Thank Goodness for Travel Insurance by Alex Felsky (@AlexFelsky)

We were both so looking forward to our yearly weekend away, just the two of us. The children were set up for a fun weekend with their grandparents and Tim and I were off. We have done weekend trips to Niagara (several), St Jacobs and Elmira, and decided to go further afield to New York State where we’d be anonymous and our cell phones would not be so tempting since we weren’t going to purchase roaming packages, and wouldn’t want to incur the hefty out-of-country charges. I even left my phone at home and pledged not to read the news or use social media at all, to truly disconnect from work and technology. I had asked Tim to consider doing the same, but he felt more comfortable having it turned off and with him “just in case”.

So we set off on a Friday morning, giddy at having three whole days ahead to do whatever we wanted, eat leisurely meals in restaurants at any time of day, sleep in until we were rested (our boys routinely get up at 5am) and enjoying time together away from the demands of work, family and chores. I’m sure other parents of young children can relate to the fact that time alone together, even a few hours, can do so much to recharge and renew your relationship, and also your energy level. So, the prospect of three days was a big deal to us!

We crossed the border uneventfully after an hour long wait. It’s funny how sitting at the border in the car, listening to the radio, and chatting uninterrupted was enjoyable because there was no worry that the children would be getting bored and whiny, that they’d need to use the toilet imminently or would be melting down due to hunger as it was approaching lunchtime.

After a meal of Buffalo wings and beer I was beginning to feel unwell. I thought the spicy, greasy wings were disagreeing with me and that I’d feel better in the morning. I woke up early (no sleeping in) feeling worse. I thought that a piece of toast and some tea would settle my stomach, and though Tim said he’d hop in the shower and join me if I waited 10 minutes, I decided I couldn’t wait as I was feeling rotten. I went down to the hotel breakfast bar and had toast and tea and continued to feel worse. When I began peeing blood and having terrible pain, I knew it wasn’t just a rich meal that was the problem. I went back to the room and I knew I needed medical attention as soon as possible. Tim suggested we drive back across the border to a Niagara Falls, Ontario hospital, but I was in such pain I knew I wouldn’t be able to cross, especially if there was a lineup at the bridge.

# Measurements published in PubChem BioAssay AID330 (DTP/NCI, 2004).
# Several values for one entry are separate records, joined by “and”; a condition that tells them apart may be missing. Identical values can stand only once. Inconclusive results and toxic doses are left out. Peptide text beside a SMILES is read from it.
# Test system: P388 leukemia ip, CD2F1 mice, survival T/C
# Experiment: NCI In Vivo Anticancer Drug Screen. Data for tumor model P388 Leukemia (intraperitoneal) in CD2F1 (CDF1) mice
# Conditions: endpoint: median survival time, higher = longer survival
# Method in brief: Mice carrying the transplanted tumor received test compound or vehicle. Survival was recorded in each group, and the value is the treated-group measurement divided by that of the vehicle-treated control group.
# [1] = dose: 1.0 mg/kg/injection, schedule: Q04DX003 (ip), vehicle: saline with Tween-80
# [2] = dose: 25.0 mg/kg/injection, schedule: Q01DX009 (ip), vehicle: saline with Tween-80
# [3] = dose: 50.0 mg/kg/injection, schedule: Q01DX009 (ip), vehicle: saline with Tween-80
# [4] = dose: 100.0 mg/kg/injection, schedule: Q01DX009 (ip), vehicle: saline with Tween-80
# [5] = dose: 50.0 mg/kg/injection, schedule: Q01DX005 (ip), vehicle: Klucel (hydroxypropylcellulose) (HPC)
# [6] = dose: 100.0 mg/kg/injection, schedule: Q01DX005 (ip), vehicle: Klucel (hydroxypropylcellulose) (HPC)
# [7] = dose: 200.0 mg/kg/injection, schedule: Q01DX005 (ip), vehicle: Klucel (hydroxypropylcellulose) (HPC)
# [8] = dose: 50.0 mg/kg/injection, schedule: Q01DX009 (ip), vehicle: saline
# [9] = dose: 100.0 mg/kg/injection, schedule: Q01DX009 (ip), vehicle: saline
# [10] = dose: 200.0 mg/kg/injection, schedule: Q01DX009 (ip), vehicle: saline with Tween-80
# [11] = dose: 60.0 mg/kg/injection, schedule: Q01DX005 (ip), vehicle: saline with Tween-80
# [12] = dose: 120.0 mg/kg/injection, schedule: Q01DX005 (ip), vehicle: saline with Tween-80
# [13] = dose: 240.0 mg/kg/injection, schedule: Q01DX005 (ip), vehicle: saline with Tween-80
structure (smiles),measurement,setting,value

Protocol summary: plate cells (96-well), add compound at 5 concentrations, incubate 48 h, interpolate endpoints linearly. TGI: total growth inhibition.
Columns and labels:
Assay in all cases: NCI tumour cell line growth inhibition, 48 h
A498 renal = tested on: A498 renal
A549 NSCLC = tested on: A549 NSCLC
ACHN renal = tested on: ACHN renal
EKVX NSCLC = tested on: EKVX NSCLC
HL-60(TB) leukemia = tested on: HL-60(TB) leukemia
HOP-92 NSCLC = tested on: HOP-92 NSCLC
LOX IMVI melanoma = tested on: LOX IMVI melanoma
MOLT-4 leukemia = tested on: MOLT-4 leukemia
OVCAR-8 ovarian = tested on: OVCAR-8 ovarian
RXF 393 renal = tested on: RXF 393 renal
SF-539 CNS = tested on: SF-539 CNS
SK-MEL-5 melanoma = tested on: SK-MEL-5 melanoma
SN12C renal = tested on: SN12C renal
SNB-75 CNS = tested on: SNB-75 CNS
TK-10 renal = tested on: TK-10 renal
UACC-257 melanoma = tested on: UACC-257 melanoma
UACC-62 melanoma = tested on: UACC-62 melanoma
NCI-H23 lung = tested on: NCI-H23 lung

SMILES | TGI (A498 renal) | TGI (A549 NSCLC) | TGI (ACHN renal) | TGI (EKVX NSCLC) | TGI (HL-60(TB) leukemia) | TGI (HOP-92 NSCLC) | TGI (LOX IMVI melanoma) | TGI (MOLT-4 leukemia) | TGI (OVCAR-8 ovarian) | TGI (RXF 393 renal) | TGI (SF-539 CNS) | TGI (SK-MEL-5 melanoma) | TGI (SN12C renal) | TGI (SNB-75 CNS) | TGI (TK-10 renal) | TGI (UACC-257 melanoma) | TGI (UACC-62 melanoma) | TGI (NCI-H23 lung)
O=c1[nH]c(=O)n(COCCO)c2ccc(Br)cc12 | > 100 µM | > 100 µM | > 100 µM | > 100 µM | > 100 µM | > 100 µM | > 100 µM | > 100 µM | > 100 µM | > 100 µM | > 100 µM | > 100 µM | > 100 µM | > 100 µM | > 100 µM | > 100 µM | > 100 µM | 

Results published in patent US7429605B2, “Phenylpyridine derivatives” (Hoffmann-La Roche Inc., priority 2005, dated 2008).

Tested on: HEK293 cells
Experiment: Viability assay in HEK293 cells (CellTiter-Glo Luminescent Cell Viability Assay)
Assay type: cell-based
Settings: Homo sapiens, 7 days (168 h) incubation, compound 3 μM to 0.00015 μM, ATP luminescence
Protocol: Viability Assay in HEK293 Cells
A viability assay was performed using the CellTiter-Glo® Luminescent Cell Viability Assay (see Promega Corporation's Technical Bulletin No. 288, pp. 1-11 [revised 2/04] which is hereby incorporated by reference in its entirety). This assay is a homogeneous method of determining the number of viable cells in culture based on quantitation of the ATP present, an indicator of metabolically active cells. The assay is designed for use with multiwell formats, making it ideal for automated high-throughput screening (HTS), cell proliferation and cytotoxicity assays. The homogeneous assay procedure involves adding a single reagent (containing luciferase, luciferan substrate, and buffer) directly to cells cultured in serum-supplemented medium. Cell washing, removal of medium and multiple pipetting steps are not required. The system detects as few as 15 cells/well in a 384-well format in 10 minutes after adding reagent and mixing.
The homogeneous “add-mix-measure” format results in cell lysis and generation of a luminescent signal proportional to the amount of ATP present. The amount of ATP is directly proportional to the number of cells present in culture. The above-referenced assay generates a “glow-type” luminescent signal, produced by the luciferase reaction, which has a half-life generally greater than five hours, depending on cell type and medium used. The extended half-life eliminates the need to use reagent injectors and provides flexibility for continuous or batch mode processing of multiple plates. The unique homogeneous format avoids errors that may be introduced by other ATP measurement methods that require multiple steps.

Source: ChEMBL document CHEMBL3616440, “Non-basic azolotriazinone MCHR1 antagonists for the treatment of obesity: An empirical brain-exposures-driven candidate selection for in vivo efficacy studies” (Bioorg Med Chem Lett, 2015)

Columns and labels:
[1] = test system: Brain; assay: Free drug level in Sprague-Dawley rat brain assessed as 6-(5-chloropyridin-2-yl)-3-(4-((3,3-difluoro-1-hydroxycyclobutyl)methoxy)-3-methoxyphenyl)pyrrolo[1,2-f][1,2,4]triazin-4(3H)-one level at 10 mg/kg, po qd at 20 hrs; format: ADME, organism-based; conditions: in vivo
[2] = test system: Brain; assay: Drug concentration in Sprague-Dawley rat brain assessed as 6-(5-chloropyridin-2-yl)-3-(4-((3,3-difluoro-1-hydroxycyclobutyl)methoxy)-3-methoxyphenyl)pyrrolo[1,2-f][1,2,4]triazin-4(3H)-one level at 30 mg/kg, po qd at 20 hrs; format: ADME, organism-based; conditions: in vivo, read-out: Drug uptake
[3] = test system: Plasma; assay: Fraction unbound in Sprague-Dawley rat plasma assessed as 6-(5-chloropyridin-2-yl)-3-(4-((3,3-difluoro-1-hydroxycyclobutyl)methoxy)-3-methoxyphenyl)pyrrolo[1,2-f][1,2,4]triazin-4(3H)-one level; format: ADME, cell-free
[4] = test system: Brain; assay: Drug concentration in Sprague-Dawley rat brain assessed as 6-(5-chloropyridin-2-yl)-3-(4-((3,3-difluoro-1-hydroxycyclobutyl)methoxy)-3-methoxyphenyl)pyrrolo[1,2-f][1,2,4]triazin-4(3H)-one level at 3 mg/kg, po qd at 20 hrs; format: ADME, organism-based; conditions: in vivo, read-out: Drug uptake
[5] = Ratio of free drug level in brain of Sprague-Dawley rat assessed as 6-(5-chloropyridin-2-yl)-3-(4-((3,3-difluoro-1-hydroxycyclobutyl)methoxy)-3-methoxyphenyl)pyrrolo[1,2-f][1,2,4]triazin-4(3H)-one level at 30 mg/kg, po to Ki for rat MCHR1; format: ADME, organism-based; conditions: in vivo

The hotel directed us to the nearest hospital and we drove right over. I was ushered into Patient Registration and then seen by the triage nurse within a few minutes. When the nurse found out we were from Canada she told us she was also Canadian and had been crossing the border to work at the American hospital for 26 years. I remember her telling us how much better the American health care system was as I was ushered to a bed in a curtained off area by wheelchair. I kept her comment in mind throughout my stay at the hospital.

Tim was sent to make payment arrangements with the billing department and returned feeling anxious about the cost as we didn’t have our travel health coverage information with us. This is where he having his phone came in handy; he was able to email his colleagues to get the number for our benefits.

I was seen quickly by a doctor and had blood taken and an IV inserted. The doctor thought the need for an MRI scan was indicated, but all I could think about was the potential cost and how an MRI in Canada could not be ordered up just like that, unless it was a real emergency. I opted to get some IV antibiotics and painkillers and see if that helped. Luckily it helped a great deal and so an MRI was avoided. It turned out that I had a hemorrhagic bladder infection that came on quickly. It was treated with a course of IV antibiotics. At the end of the day, I was ready to be discharged, having had my fill of fluids and medicine and HGTV. Before we could leave the nurse told us she needed to present us with our Super Bill. I laughed, assuming she was joking, but apparently that’s what it’s really called. And was it ever super! I felt extremely privileged, grateful and relieved at having extended health benefits, knowing that my mortgage would still be paid, and food still be bought, on account of our benefits.

Though an MRI was ready at a moment’s notice if I had needed it, I will have to disagree with the nurse that the American system is better than ours. Even though our health care system is far from perfect, it has many positive benefits. The stress and worry during out trip over an unexpected illness was difficult enough, but the concern over the potential cost of the hospital visit made it a much different experience. As it turned out, out benefits covered the entire cost of the Emergency visit and the subsequent prescription, and they would have also paid for a follow-up visit had one been required.

We cut our getaway short and came home early the next day, happy to see our boys and relieved to be back in Canada where, for most people, a trip to the hospital doesn’t mean deciding between putting food on the table and getting medical attention. It was a disappointing trip, but we both came away with an appreciation for OHIP and a feeling that our tax dollars are of very good value, indeed.

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